EX48 is this code style right?

Hello people. I would like to ask experienced programmers (and Zed himself) if my programmer style is at least average. There are some flaws like one list for one type of words. Sorry for my grammar, english is not my first language. I look forward to your tips.

This code is written to pass test. All is written in english so I think it’s readable. 42 lines long
Source code:
Edit: Code is updated. It is almost completely rewriten.
Edit2: Another update. Hope it’s better than best @zedshaw

lexicon = {'north':'direction',
def scan(words):
    breaked_words = words.split()
    result = []
    for key in breaked_words:
        item = lexicon.get(key)
            if item:
                prepared = item, key
                prepared = 'number', int(key)

        except ValueError:
            prepared = 'error', key

    return result

Did you watch the video for ex48, assuming you can access? The first potential issue is using lists rather than a dict data structure.

But the style approach I’d consider addressing is the amount of repetition. When you see repetition, consider refactoring. It makes you code tidier, more readable and easier to maintain.

Hey @Lt.Dan, I edited your post for code formatting. Put [code]...[/code] around your code and it’ll format.

So, as @gpkesley said you’re using a bunch of lists instead of a dict. Go back and study Ex39 to remind yourself how the dict works. Then, remember you have the .get function on dicts that will get you an element by its key, or return None.

Come back with a new attempt and I’ll comment on that one (and remember the [code]).

Very very close. Ok so move the lexicon out of this function and above it. No need to put it there and make it bigger and more confusing that it is.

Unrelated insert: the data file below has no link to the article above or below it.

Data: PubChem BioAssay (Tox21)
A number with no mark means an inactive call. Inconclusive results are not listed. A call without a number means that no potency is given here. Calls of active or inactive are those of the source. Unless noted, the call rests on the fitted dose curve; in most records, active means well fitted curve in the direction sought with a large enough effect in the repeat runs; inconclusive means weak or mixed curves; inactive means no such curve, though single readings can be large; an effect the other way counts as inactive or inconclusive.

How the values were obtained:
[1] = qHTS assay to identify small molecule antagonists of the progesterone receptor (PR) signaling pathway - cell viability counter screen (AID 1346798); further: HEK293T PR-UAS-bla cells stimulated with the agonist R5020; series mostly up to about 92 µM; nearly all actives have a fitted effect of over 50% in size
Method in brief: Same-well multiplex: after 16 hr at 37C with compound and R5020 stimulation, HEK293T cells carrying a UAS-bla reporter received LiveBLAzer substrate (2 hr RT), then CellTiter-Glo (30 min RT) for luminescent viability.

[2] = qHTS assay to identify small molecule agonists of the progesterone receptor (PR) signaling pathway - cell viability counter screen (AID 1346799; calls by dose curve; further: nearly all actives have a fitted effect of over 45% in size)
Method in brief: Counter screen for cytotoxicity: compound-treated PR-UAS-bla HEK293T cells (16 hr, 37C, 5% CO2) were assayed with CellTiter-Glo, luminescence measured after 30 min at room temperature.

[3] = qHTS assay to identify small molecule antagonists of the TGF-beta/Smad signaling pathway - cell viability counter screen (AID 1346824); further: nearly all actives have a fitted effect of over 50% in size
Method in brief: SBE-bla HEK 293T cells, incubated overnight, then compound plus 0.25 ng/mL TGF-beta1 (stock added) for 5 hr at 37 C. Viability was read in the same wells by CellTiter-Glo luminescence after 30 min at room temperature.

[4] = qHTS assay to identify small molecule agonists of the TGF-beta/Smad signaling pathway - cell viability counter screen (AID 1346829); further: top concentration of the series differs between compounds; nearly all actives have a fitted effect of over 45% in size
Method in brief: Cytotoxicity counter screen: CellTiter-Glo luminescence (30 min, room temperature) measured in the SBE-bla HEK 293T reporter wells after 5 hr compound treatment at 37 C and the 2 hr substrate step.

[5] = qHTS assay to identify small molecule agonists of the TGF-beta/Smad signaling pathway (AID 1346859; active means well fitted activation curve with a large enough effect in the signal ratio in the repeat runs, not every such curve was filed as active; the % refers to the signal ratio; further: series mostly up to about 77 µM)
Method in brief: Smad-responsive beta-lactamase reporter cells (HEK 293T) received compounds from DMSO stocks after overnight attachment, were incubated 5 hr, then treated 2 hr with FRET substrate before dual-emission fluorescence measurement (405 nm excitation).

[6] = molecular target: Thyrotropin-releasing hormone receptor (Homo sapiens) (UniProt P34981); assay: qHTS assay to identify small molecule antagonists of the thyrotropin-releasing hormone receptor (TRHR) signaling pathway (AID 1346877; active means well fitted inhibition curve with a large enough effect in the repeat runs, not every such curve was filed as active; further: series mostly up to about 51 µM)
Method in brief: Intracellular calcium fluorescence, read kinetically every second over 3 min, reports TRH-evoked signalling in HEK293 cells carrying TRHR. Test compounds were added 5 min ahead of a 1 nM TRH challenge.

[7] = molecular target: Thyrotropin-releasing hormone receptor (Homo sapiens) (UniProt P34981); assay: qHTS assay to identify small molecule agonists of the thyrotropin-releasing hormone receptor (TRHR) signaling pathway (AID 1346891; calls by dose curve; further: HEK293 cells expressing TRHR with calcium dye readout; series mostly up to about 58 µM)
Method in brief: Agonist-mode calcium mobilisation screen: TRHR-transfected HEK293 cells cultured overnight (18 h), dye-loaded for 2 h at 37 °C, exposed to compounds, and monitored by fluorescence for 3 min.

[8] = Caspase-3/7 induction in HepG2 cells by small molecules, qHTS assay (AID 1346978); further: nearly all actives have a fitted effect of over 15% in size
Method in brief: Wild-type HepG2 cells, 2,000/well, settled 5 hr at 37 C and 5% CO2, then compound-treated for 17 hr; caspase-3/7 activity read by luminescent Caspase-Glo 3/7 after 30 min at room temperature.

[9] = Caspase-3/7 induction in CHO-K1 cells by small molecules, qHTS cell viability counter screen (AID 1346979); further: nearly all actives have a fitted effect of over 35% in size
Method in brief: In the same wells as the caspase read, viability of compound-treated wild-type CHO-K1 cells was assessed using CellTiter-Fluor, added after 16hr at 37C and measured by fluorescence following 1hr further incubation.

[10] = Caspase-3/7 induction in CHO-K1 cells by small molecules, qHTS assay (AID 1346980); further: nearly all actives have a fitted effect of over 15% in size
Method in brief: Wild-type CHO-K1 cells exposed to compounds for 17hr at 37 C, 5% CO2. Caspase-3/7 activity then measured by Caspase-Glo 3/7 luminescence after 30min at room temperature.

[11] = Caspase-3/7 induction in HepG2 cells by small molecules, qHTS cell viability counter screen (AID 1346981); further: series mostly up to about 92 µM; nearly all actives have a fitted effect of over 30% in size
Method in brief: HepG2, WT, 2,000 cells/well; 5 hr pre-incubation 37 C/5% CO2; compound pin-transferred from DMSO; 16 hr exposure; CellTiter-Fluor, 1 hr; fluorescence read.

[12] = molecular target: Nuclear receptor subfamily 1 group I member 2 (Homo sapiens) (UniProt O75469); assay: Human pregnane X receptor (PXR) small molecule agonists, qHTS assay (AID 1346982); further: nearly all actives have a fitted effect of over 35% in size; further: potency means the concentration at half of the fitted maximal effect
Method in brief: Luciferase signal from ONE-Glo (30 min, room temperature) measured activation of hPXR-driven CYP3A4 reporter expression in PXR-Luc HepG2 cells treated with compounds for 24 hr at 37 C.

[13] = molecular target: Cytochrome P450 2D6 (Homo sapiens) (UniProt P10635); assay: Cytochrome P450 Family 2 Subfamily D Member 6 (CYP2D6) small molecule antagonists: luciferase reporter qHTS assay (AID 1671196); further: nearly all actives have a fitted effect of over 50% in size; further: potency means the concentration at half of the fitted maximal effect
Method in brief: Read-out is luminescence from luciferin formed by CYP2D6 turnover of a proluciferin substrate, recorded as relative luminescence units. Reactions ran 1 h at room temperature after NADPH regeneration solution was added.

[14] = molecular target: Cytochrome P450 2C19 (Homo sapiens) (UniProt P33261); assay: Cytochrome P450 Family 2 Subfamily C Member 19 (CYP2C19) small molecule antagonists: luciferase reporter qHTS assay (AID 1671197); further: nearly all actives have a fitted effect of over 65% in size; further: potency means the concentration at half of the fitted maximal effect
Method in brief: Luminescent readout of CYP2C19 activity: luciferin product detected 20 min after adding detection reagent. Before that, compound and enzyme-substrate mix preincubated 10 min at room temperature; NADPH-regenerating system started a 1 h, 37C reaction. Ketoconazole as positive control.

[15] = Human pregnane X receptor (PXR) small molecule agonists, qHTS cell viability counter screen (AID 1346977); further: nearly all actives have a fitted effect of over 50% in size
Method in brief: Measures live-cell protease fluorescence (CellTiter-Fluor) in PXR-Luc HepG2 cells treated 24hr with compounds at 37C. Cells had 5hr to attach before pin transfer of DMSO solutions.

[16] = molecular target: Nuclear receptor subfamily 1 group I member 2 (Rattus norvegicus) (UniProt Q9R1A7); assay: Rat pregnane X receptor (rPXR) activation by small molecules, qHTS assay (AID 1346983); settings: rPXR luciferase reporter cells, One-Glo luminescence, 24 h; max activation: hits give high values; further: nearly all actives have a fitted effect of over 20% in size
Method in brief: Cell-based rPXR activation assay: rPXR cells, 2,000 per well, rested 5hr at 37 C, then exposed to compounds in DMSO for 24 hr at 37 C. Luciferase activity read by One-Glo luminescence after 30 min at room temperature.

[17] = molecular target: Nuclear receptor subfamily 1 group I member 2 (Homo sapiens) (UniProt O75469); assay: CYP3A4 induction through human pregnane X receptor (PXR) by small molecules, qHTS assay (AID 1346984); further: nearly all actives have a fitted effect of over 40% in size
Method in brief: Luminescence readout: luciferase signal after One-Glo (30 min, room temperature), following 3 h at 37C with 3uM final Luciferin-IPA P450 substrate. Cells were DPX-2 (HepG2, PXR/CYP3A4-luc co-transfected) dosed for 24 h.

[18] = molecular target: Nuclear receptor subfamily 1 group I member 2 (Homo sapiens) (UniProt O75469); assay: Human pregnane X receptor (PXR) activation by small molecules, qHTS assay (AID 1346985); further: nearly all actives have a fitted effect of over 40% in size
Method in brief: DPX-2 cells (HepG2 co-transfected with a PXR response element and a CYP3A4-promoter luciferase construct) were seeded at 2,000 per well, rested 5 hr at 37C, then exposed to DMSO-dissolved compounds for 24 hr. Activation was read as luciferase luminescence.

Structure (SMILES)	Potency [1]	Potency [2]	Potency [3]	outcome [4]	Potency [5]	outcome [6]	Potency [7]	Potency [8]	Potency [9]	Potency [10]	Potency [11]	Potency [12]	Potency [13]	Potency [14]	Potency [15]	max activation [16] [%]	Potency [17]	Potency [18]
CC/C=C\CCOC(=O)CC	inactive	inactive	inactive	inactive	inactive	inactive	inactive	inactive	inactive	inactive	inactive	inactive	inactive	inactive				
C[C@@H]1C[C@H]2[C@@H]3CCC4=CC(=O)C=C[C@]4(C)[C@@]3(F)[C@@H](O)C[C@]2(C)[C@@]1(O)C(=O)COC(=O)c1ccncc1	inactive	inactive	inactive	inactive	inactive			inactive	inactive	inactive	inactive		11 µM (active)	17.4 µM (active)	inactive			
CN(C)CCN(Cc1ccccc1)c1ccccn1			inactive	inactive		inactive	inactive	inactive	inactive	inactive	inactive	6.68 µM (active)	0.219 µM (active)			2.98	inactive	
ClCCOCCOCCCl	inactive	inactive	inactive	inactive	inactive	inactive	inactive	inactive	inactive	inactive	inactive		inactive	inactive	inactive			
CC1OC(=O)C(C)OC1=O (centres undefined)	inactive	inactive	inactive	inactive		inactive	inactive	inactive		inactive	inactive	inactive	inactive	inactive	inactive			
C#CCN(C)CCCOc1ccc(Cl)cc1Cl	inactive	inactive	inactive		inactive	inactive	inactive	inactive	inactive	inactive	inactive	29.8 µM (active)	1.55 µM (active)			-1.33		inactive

Now, you don’t need tuple() at all for anything. Skip that. And you also don’t need lexicon_keys since you don’t even use it, and a dict is already better at telling if something is in your set of keys than a tuple is. Once you’ve done that then:

You can use this to simplify it even more:

word_type = lexicon.get(key)

The .get on a dictionary will try to look up the key, and if it doesn’t find one, return None. Then after that you can try to convert it to an integer, or give an error.

The other option is to use the exception:

    word_type = lexicon[key]
except KeyError:
    # try number convert or error here

Lastly, don’t put the numbers into your lexicon. That’ll make the test work, but then you’ll want to take those out and do number conversion. You can test if a string is a number with:


Try that out. Very close. I think one more day of hacking on this and you’ll get it. I also think you might benefit from doing the results oriented coding method I advocate. It looks like you’re putting code in based on what you’re thinking right? So you’re trying to “speak python” right away. It’s better to write English and then translate to python:

# create the dict for the lexicon

def scan(words):
    # break up the sentence by spaces
    # for each word in the sentence
    # try to get it
    # if it doesn't exist, try to make a number
    # otherwise it's an error

Now you just have to put python under those comments to make it work. I’d say you might want to scrap this code and consider it a study, then using my comments above try rewriting it based on what you’ve learned, this code, and what my plan is there. Give that a shot too. I find sometimes throwing bad code out and starting over makes the second attempt even easier and better.